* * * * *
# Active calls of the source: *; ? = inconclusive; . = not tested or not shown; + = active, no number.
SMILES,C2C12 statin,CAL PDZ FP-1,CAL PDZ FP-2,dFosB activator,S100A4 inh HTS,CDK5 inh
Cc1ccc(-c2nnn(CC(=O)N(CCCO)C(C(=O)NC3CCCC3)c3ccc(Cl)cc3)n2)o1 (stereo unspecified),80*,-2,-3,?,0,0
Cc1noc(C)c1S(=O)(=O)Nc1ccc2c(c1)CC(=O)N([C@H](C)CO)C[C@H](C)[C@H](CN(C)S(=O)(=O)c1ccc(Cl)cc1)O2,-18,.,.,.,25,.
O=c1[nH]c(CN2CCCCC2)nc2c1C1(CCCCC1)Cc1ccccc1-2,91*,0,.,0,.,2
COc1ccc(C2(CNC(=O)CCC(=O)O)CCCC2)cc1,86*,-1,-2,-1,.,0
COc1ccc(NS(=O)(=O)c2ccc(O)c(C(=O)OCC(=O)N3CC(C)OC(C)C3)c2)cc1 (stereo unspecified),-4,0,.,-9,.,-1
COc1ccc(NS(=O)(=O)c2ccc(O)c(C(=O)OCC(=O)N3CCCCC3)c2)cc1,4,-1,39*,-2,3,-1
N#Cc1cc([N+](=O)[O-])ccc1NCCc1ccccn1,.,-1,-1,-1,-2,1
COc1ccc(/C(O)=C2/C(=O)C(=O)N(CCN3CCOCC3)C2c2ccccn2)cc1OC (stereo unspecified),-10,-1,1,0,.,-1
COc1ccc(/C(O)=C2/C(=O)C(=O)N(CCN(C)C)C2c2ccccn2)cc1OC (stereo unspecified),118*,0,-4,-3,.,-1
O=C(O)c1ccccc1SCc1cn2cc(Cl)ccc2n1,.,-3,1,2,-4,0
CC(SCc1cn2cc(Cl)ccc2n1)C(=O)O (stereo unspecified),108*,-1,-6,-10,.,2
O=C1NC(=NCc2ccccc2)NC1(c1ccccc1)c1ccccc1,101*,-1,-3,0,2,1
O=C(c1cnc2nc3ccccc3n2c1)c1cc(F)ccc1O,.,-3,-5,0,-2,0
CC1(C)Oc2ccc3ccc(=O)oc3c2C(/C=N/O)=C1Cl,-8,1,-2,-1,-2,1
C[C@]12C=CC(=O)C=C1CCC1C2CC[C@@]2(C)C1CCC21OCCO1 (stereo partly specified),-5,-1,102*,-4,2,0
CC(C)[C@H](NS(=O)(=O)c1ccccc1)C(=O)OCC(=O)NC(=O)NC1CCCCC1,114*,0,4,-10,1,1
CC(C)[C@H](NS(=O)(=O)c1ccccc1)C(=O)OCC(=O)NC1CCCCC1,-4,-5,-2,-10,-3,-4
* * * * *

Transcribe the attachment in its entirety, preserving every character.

# Active calls of the source: *; ? = inconclusive; . = not tested or not shown; + = active, no number.
SMILES,C2C12 statin,CAL PDZ FP-1,CAL PDZ FP-2,dFosB activator,S100A4 inh HTS,CDK5 inh
Cc1ccc(-c2nnn(CC(=O)N(CCCO)C(C(=O)NC3CCCC3)c3ccc(Cl)cc3)n2)o1 (stereo unspecified),80*,-2,-3,?,0,0
Cc1noc(C)c1S(=O)(=O)Nc1ccc2c(c1)CC(=O)N([C@H](C)CO)C[C@H](C)[C@H](CN(C)S(=O)(=O)c1ccc(Cl)cc1)O2,-18,.,.,.,25,.
O=c1[nH]c(CN2CCCCC2)nc2c1C1(CCCCC1)Cc1ccccc1-2,91*,0,.,0,.,2
COc1ccc(C2(CNC(=O)CCC(=O)O)CCCC2)cc1,86*,-1,-2,-1,.,0
COc1ccc(NS(=O)(=O)c2ccc(O)c(C(=O)OCC(=O)N3CC(C)OC(C)C3)c2)cc1 (stereo unspecified),-4,0,.,-9,.,-1
COc1ccc(NS(=O)(=O)c2ccc(O)c(C(=O)OCC(=O)N3CCCCC3)c2)cc1,4,-1,39*,-2,3,-1
N#Cc1cc([N+](=O)[O-])ccc1NCCc1ccccn1,.,-1,-1,-1,-2,1
COc1ccc(/C(O)=C2/C(=O)C(=O)N(CCN3CCOCC3)C2c2ccccn2)cc1OC (stereo unspecified),-10,-1,1,0,.,-1
COc1ccc(/C(O)=C2/C(=O)C(=O)N(CCN(C)C)C2c2ccccn2)cc1OC (stereo unspecified),118*,0,-4,-3,.,-1
O=C(O)c1ccccc1SCc1cn2cc(Cl)ccc2n1,.,-3,1,2,-4,0
CC(SCc1cn2cc(Cl)ccc2n1)C(=O)O (stereo unspecified),108*,-1,-6,-10,.,2
O=C1NC(=NCc2ccccc2)NC1(c1ccccc1)c1ccccc1,101*,-1,-3,0,2,1
O=C(c1cnc2nc3ccccc3n2c1)c1cc(F)ccc1O,.,-3,-5,0,-2,0
CC1(C)Oc2ccc3ccc(=O)oc3c2C(/C=N/O)=C1Cl,-8,1,-2,-1,-2,1
C[C@]12C=CC(=O)C=C1CCC1C2CC[C@@]2(C)C1CCC21OCCO1 (stereo partly specified),-5,-1,102*,-4,2,0
CC(C)[C@H](NS(=O)(=O)c1ccccc1)C(=O)OCC(=O)NC(=O)NC1CCCCC1,114*,0,4,-10,1,1
CC(C)[C@H](NS(=O)(=O)c1ccccc1)C(=O)OCC(=O)NC1CCCCC1,-4,-5,-2,-10,-3,-4